Why Rahul Akerkar Would Like To Go Back To His Roots
“I started working at restaurants when I went broke while studying,” says Rahul Akerkar, the man behind one of the city’s most-loved restaurants. Looks like the chef-restaurateur behind Indigo, Indigo Delicatessen and Neel in Mumbai is busy cooking up something fun. In an interview with India Food Network, the Bombay boy and celebrity chef shares his Ganeshotsav memories and tells us what's keeping him busy.
How did you chance upon food as a career?
I didn’t plan it. It just happened. I started working at restaurants because I was broke. After finishing Biochemical Engineering, I wanted to pursue a PhD, but it didn’t work out. By this time I had started enjoying food and cooking. So, that’s how I am here.
You are all set to launch your first food channel on YouTube. Tell us what viewers can look forward to.
It is all about my journey with food. It could be on the road or at some of the restaurants I like to eat at. I will also be cooking and talking about my experiences on the way.
Being a Maharashtrian and growing up in Mumbai, what are some of your fondest Ganpati memories?
I vividly remember spending Ganpati at my grandparents’ house in Nashik. My ajji (father’s mother) was a great cook, who would make modaks and karanji and we’d gorge on the variety of food. I also remember patiently watching her cook up some delicious meals in the kitchen.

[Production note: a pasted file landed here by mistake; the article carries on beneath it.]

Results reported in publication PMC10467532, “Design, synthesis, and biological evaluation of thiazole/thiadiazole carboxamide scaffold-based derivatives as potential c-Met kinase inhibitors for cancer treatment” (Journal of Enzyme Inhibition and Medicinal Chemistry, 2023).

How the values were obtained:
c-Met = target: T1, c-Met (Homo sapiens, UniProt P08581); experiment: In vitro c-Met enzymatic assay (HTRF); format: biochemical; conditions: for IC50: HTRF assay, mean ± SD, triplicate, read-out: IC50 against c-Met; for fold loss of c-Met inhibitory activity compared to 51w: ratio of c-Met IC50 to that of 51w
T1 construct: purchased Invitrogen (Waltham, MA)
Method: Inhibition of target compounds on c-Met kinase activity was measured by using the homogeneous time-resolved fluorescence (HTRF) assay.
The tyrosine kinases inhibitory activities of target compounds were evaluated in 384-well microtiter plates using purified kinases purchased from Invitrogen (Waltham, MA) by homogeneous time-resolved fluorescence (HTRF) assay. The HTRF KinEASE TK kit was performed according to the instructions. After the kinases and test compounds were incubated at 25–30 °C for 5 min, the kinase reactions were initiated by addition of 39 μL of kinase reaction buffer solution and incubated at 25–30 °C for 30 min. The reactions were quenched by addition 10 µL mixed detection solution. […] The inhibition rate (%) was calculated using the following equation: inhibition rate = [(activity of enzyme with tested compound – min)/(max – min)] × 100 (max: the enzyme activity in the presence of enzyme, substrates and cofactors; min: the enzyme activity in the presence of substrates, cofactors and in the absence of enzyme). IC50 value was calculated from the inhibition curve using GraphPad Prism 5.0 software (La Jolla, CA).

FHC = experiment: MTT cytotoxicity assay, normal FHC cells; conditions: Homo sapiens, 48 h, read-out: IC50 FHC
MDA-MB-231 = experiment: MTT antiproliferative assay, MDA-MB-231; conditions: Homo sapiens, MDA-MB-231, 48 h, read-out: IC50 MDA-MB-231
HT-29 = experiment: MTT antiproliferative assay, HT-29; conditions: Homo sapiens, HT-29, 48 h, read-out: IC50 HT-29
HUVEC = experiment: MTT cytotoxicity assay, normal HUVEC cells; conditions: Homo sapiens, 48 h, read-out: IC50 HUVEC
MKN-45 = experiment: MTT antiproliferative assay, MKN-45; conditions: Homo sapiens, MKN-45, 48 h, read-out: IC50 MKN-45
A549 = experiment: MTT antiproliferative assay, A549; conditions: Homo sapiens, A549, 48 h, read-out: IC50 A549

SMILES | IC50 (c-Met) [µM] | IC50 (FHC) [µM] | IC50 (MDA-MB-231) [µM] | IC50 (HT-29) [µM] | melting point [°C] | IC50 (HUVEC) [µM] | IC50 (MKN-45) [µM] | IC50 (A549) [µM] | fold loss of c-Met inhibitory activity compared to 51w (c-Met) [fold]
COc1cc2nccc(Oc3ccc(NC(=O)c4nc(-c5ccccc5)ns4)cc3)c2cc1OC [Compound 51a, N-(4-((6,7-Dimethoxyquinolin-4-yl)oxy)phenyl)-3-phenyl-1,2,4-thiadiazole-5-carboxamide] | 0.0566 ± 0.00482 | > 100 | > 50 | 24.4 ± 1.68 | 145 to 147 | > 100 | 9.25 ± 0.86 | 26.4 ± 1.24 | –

If you were to give a twist to the traditional modak, what would it be?
Frankly, I would not like to change it. For me, the filling prepared with gur and khopra is unique, and the entire steaming process makes it delicious. I am not fond of the flavoured ones that are a rage at the moment. So, it has to be the ukadiche modak in its purest form for me. Interestingly, I also learned how to make it recently!
Where do you like to eat Maharashtrian food in Mumbai? Any favourite dish?
My favourite has to be Anant Ashram. Of course the best Maharashtrian food has to be in the family homes. I love sol kadi and valaachi usal and amti prepared by my grandmother. I also like some of the more coastal Maharashtrian dishes as we originally belong to north Goa.
With so much happening in the dining space in north Indian or even south Indian cuisine, why do you think no one is exploring Maharashtrian food?
That’s a good question, but I am not sure why Maharashtrian food has not been commercially exploited as much as north or south Indian food. But, given a chance I would love to go back to my roots and explore the cuisine.
What else is keeping you busy?
Travelling, tasting and eating food are a few things that are keeping me occupied. I have no specific agenda at the moment.
Check out Rahul Akerkar's teaser of his food channel 'Talking With My Mouth Full' here: